More Rhetoric booksreviewed by T. Nelson
Godine, 2011. 253 pages
Reviewed by T. Nelson
trong in the force he is.
A dear friend, you are not.
A horse is a horse, of course of course.
What does he do, Clarice? What is the first and principal thing he does, what need does he serve by killing? He covets.
The above sentences are all examples of rhetoric: the art of arranging words to make an argument memorable. Rhetoric isn't just for demagogues, politicians, and cannibals. It's also of immense use for your everyday tweeter. For where is there a man, woman, or child who has not used some rhetorical device? (This is an example of erotema: a question that does not call for a reply.) Rhetorical flourishes often turn up where least expected, as in the following example:
Their names—anaphora, epimone, isocolon, anastrophe, asyndeton—may be unfamiliar to your average humble bloggers who spend their days grinding out mindless drivel, but learning them would be a good thing. Just as metaphor is the enemy of finger-wagging, and steely passion the (ellipsis) enemy of mindless F-bombing, so soaring rhetoric is the enemy of dreck.
These devices are powerful, and Farnsworth warns us not to overuse them, but it's hard not to. He gives an example of Dickens, an example of Burke, an example of Lincoln, and an example of Churchill. It is good for the writer, it is good for the reader, and it is good for the collector of interesting quotes (anaphora).
Of course, politicians have no monopoly on rhetorical flourishes. Many if not most tweets are incomprehensible gibberish, but occasionally one finds a rhetorical flourish. Here's an example of erotema: a question that does not call for a reply (from here).
Just as too many F-bombs make you look like a flaming a*****e, too much rhetoric can make you look like a thundering Calvinist. Indeed, one F-bomb in a lifetime may be too many, and one lifetime in an F-bomb (chiasmus) is, well, it doesn't even make sense (metanoia), unless your name is J.F. “Ask not” K. Yes, I'm still not really getting the hang of this.
Because strong rhetoric is an expression of strong feeling, in this time of decadence we eschew it, because expression of strong feeling seems artificial; so we grunt, we swear, we make up stupid words like woke and truthy, and consider ourselves sophisticated.
If all the speaker does is grunt, and swear, and whine, and call people names (polysyndeton), the listener might know that he's mad about something, but they are never sure what it is. Sooner or later they will conclude that the speaker doesn't know either. But good rhetoric, whether from a politician, a news reporter or a cannibal, will be remembered.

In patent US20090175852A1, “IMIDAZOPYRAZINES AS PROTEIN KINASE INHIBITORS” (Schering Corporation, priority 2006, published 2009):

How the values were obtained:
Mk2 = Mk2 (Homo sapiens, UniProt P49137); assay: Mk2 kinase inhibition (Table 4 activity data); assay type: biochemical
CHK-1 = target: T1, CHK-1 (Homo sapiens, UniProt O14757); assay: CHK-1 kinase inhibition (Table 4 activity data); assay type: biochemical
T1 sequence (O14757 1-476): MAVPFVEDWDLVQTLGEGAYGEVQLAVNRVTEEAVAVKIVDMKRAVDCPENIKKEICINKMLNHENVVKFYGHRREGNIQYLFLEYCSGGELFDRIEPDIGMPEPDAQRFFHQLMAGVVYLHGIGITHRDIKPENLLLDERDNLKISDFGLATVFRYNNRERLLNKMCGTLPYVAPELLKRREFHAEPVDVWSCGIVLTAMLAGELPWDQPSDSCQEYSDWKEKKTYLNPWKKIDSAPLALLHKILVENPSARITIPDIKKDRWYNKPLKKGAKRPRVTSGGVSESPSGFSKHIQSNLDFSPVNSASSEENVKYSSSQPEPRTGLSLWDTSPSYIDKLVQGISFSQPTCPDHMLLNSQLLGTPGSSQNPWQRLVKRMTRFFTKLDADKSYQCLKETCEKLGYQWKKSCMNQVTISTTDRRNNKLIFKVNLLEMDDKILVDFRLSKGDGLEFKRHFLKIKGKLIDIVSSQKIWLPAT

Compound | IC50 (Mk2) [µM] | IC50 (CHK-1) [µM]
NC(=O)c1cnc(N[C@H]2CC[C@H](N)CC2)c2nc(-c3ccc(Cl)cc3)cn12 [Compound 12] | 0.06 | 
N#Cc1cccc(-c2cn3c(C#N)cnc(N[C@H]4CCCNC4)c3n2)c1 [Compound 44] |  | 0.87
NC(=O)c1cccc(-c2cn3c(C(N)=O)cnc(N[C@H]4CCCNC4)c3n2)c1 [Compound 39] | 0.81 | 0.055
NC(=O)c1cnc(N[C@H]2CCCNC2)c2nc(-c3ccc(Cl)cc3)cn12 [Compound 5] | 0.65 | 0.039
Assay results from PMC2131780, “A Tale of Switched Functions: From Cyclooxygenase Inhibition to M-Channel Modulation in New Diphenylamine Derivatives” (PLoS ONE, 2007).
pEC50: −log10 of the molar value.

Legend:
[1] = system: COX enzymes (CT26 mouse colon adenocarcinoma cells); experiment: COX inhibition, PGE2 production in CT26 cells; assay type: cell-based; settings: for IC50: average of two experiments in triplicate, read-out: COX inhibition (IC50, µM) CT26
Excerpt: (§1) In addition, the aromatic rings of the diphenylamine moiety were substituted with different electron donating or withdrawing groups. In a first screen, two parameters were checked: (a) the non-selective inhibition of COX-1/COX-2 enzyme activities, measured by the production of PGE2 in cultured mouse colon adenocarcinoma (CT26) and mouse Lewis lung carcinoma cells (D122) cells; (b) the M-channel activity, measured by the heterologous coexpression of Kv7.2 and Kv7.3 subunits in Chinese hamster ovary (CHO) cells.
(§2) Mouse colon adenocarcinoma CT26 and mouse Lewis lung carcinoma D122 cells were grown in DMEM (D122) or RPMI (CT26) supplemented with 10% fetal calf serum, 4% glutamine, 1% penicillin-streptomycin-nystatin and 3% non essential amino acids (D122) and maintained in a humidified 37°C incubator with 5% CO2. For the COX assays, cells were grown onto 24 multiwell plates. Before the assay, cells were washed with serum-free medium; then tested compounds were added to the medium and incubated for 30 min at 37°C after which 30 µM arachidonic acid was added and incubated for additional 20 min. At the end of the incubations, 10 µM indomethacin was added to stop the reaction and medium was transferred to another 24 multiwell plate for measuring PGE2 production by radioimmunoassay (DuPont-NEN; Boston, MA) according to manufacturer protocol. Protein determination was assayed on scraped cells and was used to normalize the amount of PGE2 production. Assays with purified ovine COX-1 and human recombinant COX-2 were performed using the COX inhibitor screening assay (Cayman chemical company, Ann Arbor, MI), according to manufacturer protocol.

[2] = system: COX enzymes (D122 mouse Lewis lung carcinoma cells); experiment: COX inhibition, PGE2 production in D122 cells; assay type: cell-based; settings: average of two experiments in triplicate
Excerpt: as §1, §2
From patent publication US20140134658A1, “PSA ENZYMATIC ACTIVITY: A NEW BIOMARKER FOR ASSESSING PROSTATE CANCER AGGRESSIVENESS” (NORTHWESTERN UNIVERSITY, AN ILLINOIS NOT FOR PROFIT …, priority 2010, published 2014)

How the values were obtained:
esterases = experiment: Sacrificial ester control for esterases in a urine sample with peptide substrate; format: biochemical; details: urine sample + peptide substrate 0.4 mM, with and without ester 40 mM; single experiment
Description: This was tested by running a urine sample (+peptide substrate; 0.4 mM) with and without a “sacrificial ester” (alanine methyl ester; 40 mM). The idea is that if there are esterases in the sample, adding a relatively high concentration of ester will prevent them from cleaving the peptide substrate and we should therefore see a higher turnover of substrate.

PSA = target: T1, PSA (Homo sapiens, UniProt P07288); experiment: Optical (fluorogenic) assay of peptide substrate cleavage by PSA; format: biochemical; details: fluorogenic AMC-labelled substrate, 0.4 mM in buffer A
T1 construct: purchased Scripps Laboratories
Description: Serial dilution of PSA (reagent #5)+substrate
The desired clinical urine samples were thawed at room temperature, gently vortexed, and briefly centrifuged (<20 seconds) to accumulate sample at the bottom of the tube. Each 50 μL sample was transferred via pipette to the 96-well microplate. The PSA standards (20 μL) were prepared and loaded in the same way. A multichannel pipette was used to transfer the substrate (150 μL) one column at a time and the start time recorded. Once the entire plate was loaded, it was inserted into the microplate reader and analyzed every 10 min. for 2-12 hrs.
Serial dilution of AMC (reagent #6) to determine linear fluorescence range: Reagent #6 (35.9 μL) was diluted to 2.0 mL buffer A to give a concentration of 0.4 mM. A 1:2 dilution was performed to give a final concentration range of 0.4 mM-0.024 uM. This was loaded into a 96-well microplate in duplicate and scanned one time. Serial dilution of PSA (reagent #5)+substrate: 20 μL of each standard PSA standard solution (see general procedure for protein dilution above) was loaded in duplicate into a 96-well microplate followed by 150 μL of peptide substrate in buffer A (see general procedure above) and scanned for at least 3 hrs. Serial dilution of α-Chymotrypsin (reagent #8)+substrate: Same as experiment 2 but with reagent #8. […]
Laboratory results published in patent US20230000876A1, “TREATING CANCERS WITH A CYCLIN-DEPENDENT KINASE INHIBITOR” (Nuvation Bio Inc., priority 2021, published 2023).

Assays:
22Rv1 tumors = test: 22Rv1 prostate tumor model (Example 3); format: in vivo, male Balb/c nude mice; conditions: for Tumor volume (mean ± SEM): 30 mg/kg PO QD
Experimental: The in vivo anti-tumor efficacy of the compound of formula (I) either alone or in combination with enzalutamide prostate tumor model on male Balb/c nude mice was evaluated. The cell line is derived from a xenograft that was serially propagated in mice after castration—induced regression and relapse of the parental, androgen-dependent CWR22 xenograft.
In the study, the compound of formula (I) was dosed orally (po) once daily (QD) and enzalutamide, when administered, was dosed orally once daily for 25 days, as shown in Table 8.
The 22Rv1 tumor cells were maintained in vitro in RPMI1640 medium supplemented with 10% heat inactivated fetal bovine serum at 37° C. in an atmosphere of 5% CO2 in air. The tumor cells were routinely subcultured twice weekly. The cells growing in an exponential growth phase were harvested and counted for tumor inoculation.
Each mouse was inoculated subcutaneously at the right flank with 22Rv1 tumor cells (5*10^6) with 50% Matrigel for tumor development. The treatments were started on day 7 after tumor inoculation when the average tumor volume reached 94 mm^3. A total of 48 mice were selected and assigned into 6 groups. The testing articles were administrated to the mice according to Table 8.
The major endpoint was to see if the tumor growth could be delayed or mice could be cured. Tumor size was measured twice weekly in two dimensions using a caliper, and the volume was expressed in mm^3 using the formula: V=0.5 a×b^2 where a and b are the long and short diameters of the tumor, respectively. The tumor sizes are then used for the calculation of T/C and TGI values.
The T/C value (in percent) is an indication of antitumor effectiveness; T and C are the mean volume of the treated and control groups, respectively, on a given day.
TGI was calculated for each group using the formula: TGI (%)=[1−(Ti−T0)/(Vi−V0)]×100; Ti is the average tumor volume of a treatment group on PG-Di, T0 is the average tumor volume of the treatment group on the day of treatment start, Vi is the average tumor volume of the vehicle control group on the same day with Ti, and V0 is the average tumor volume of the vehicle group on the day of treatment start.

may 29, 2017; last edited may 31, 2017
Godine, 2016. 243 pages
Reviewed by T. Nelson
his one is pretty much the same as the one on rhetoric: lots of quotes from G.K. Chesterton, Shakespeare, Thoreau, Macaulay, and many others illustrating metaphors and similes. The goal again is to teach us by example.
But unlike rhetorical devices, all metaphors are pretty much the same, like different types of wheat. Chapter titles include “The Use of Animals to Describe Humans,” “The use of Nature to Describe Language,” and so on. The book is a tidal wave of metaphors, a tsunami of similes that laps and splashes into every corner of literature.
But is Farnsworth's nosological classification scheme complete? What about implied metaphors, as in that previous question, which implicitly compares metaphors to diseases? As Farnsworth says, much of our language and thought is metaphorical. Studying metaphors more deeply could have been a chance to explore how humans think.
Or how about if I say “The categorization is not strong with this one.” Or when Peter Fonda says “Nothing can stop us now!” in Dirty Mary, Crazy Larry? These too are a sort of metaphor. In fact, almost every turn of phrase that suggests something else is in some sense a metaphor.
Here's a typical quote, picked at random. Farnsworth introduces it by saying “Or the quality of weather can represent the quality of an event, as by supplying pictures of turbulence.”
In a word, the damages of popular fury were compensated by legislative gravity. Almost every other part of America in various ways demonstrated their gratitude. I am bold to say, that so sudden a calm recovered after so violent a storm is without parallel in history. [p. 49, citing Burke]
Like all the quotes, this one is great, but what we really need is expert advice about what to avoid. For instance, he could have reminded us that the metaphor must be logically consistent. Or that flowery (or should I say kudzuy) metaphors like those here would nowadays be regarded as wasted words. The last two chapters, starting on page 204, make a good start, but the rest is learning how to make macaroni and cheese by eating samples of it cooked by a thousand different chefs.
Is that a good metaphor? Probably not, but durned if I know why.
jun 17, 2017; last edited jun 22, 2017